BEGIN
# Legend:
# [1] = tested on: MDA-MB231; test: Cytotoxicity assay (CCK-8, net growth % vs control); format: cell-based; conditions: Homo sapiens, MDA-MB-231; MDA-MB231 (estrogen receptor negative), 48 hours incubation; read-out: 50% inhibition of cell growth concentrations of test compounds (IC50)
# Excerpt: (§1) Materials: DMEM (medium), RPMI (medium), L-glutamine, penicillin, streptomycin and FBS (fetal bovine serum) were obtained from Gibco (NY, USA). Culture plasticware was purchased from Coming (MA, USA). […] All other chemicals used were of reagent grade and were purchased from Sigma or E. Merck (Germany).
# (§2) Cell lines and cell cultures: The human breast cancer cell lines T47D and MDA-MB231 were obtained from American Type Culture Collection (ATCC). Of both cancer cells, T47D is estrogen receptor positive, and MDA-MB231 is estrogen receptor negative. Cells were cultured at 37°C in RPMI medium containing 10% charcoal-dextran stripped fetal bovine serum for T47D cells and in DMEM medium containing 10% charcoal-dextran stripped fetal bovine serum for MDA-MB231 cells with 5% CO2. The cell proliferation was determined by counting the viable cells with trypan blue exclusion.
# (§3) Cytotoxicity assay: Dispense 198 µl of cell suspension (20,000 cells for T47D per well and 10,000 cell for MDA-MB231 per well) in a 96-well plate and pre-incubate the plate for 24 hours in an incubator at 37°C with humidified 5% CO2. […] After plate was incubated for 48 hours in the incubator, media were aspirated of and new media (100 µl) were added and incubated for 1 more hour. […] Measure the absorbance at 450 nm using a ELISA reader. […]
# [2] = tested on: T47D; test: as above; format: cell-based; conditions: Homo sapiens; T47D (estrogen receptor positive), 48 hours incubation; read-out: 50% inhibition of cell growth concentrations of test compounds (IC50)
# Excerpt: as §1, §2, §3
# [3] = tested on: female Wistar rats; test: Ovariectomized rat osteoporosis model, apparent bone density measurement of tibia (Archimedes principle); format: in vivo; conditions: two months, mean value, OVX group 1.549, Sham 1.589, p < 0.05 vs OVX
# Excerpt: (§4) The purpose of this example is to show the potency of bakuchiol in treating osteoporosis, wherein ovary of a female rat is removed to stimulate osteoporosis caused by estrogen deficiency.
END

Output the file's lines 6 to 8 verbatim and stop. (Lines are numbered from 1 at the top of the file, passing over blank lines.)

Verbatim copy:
# [2] = tested on: T47D; test: as above; format: cell-based; conditions: Homo sapiens; T47D (estrogen receptor positive), 48 hours incubation; read-out: 50% inhibition of cell growth concentrations of test compounds (IC50)
# Excerpt: as §1, §2, §3
# [3] = tested on: female Wistar rats; test: Ovariectomized rat osteoporosis model, apparent bone density measurement of tibia (Archimedes principle); format: in vivo; conditions: two months, mean value, OVX group 1.549, Sham 1.589, p < 0.05 vs OVX